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Kenmore to Amulree track

Start location: Kenmore (NN 775 452)
End location: Amulree (NN 900 368)
Geographical area: Perth, Kinross and Stirling (part)
Path Type: Rural Path, Drove Road
Path distance: 17km
Accessibility info: Suitable for pedestrians, Suitable for Bikes

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Route Description

At Amulree, a right of way signpost ‘Footpath to Kenmore’ stands where a private road heads west from Amulree bridge. Follow this road up Glen Quaich along the north bank of the River Braan and Loch Freuchie and on by Tirchardie to join the road over the Lairig Mile Marcachd to Kenmore. Lairig Mile Marcachd - the pass of the mile of riding - is so named because of the level part on the summit.

Much of this old route is used by the Amulree to Aberfeldy section of the Rob Roy Way, a long distance route from Drymen to Pitlochry. However, the Rob Roy Way avoids the old line between Turrerich and Shian - this may be because this section is reportedly very boggy. The Heritage Paths project would welcome any update on this, but if Turrerich to Shian is indeed difficult, the Rob Roy Way provides a ready alternative.

Heritage Information

A road has linked Amulree and Kenmore for a very long time and a route is shown in Roy's Military Survey of 1747-55. The route shown in Roy is the road that runs to the south of Loch Freuchie although both roads are later shown in early OS maps. It looks like the road shown in Roy was the more important of the two, but the track to the north will see far less vehicular traffic and so is likely the more pleasant to walk.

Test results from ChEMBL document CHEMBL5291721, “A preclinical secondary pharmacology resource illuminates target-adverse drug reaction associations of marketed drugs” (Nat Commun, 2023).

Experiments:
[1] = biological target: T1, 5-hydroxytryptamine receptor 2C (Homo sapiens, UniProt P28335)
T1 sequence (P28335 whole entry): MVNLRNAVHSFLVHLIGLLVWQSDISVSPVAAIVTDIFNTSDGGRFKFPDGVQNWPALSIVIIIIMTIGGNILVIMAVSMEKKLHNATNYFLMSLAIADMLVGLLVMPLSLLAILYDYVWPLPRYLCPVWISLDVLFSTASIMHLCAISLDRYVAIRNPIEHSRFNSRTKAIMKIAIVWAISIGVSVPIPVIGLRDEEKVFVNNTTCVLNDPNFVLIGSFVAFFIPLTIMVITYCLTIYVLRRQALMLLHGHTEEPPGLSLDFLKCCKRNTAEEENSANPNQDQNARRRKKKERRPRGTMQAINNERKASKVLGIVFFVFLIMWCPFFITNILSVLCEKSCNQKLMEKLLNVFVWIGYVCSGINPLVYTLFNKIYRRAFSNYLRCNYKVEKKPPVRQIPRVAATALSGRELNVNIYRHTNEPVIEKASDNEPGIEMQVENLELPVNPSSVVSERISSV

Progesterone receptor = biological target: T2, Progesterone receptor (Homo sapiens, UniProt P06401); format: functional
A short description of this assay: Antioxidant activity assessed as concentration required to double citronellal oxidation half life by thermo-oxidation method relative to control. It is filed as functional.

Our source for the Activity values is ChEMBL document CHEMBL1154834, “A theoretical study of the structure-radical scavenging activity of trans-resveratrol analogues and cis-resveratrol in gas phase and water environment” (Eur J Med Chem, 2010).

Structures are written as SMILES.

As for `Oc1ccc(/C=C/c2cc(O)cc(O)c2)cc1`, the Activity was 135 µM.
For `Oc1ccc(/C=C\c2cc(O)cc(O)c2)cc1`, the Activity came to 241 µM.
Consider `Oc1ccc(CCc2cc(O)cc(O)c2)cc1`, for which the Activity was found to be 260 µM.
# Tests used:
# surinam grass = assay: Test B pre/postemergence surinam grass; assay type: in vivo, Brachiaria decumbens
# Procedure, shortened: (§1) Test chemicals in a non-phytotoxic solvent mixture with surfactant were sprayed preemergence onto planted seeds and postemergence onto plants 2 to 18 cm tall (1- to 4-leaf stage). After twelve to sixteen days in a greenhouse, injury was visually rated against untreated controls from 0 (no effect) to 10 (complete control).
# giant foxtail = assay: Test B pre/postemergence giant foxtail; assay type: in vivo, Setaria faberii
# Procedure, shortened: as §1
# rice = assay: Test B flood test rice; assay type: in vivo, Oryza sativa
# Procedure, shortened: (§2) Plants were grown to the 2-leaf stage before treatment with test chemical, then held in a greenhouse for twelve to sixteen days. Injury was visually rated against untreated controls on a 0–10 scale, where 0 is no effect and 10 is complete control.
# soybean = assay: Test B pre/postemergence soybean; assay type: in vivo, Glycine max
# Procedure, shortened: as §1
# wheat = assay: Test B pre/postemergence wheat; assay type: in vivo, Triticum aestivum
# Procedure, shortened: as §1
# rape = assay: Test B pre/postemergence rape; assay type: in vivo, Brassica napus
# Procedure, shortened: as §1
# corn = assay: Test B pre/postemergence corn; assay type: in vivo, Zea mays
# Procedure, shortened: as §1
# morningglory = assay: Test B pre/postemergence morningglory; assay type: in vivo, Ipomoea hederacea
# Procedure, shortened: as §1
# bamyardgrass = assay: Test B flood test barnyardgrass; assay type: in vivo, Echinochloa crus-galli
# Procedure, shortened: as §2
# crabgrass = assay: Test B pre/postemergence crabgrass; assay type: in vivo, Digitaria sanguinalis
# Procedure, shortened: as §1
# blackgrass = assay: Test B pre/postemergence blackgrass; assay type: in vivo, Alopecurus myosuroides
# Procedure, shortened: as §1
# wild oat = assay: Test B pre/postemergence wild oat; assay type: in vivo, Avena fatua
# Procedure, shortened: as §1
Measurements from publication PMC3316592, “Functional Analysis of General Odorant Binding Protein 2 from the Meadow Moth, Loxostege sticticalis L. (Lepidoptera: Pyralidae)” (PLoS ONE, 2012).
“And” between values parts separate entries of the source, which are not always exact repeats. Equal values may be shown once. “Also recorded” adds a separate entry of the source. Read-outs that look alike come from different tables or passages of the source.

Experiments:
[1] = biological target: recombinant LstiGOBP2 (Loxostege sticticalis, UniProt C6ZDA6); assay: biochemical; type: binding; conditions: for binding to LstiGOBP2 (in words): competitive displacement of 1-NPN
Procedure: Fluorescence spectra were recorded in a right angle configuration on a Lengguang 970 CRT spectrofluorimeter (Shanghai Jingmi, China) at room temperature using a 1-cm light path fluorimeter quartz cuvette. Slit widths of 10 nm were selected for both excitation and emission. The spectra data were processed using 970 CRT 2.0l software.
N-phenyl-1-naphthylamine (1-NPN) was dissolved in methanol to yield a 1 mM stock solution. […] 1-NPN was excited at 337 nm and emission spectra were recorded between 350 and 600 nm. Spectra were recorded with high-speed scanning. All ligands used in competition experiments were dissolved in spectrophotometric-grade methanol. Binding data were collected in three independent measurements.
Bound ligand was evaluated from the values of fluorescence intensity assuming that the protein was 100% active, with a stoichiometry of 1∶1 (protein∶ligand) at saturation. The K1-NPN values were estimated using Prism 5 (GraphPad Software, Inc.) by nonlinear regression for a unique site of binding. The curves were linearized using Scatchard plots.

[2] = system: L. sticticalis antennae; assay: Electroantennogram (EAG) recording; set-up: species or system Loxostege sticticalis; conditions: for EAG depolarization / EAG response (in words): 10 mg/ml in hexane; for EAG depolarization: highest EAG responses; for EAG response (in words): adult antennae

Interestingly the route shown in Roy goes completely off the track that we currently use at NN804421 to the west and crosses the current road at the car park before entering Kenmore from the east. None of this old section of the road is shown on current maps and so is likely to be completely gone.

Haldane's book The Drove Roads Of Scotland (1952) suggests that the drove road between Kenmore and Amulree continued in use until the early nineteenth century. Haldane also refers to an earlier more nefarious use of the route in quoting Mackintosh of Borlum - in 1742, the latter wrote of Kenmore, "a very frequent and beaten Pass for driving stolen cattle from Perthshire, Stirlingshire, Kinross and Clackmannan into Glenlyon, Rannoch, Breadalbane, Glencoe, Appin and Lorn".

The droving history can be taken further back than that though as the Amulree Hotel (now sadly closed) was founded as a drovers' inn in 1714. Sitting as Amulree does at a crossroads of old routes, it is perhaps no surprise that it had a Tryst in May, which existed even before the more famous Tryst was established at Crieff.




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